Nearly three decades later, Winny Brodt Brown continues to leave her mark on women’s hockey in Minnesota and beyond
Creating a place to play after college
Having won national championships at the University of New Hampshire and then the University of Minnesota, Winny fielded a lot of questions after she graduated from the U of M about where she was going to play next, “because they know I’m a rink rat.” For sure, she had her sights on WHAM, the Women’s Hockey Association of Minnesota, with players ranging in age from 18 through 70+, and organization Winny’s mom, Marlene, still plays with today.
That’s when Jack Brodt and Dwayne Schmidgall decided there needed to be something a little bit more high-level for women wanting to play hockey after college. Thus, the Minnesota Whitecaps were born in 2004.
Jack Brodt is one of those people that just gets things done, no matter if it’s tough or easy, according to Winny. Because things like starting a high school program at Roseville and then the Whitecaps have to start somewhere.
“It just doesn’t appear and happen and be just awesome at the beginning,” Winny said. “Like every program. Like the NHL probably had lumps and bumps.”
The Whitecaps played in the Western Women’s Hockey League and then as an independent team after that league dissolved after the 2010-11 season. The Whitecaps’ competition were usually college teams, including the Gophers.
When the Whitecaps were the fifth team to join the then-National Women’s Hockey League in 2018-19, Jack Brodt and Ronda Curtin Engelhardt joined forces as co-head coaches.
Engelhardt, 41, is now behind the bench in which two of her childhood friends, Winny and her younger sister Chelsey Brodt Rosenthal, are two of her defensemen on the ice. Engelhardt helped lead the Whitecaps to a championship in the 2018-19 season.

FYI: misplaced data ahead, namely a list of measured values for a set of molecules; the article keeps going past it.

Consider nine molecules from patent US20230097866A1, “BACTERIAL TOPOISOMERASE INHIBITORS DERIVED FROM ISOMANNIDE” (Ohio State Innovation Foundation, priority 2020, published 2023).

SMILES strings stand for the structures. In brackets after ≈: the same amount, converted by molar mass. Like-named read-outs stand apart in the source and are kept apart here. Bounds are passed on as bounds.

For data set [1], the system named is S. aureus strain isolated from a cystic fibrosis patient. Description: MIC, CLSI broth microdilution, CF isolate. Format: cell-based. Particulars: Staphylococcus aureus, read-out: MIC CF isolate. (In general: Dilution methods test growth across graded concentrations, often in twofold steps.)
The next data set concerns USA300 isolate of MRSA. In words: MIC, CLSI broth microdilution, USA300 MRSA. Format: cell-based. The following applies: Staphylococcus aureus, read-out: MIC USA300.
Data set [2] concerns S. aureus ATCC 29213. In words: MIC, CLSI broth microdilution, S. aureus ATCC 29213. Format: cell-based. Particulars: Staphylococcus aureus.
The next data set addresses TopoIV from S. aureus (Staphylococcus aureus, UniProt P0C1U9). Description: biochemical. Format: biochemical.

Both Engelhardt and Slominski could still be skating, Winny said during the 2019-20 season, as could Wendell and Olympian Natalie Darwitz.
“There’s some times where I want to be like, ‘Ronda, come on put your skates on and get out here,’” 38-year-old Chelsey said, with a laugh.
But there are still benefits to the player-coach relationship with Engelhardt, and Slominski when she was on the bench. There’s a bit of ESP going on between all of them, Winny said.
“We know exactly what we’re thinking. We’ll look and we don’t have to talk,” Winny said.
For Engelhardt, who coached the Breck high school girls’ hockey team to a state championship before taking the Whitecaps job, the transition from high school coach to the Whitecaps was a good one.
“It’s always fun to yell at Winny and tell her to get moving, you know?” Engelhardt quipped. “It’s cool just to watch the growth and how it’s still going. … Hats off to the Brodt family for keeping it going.”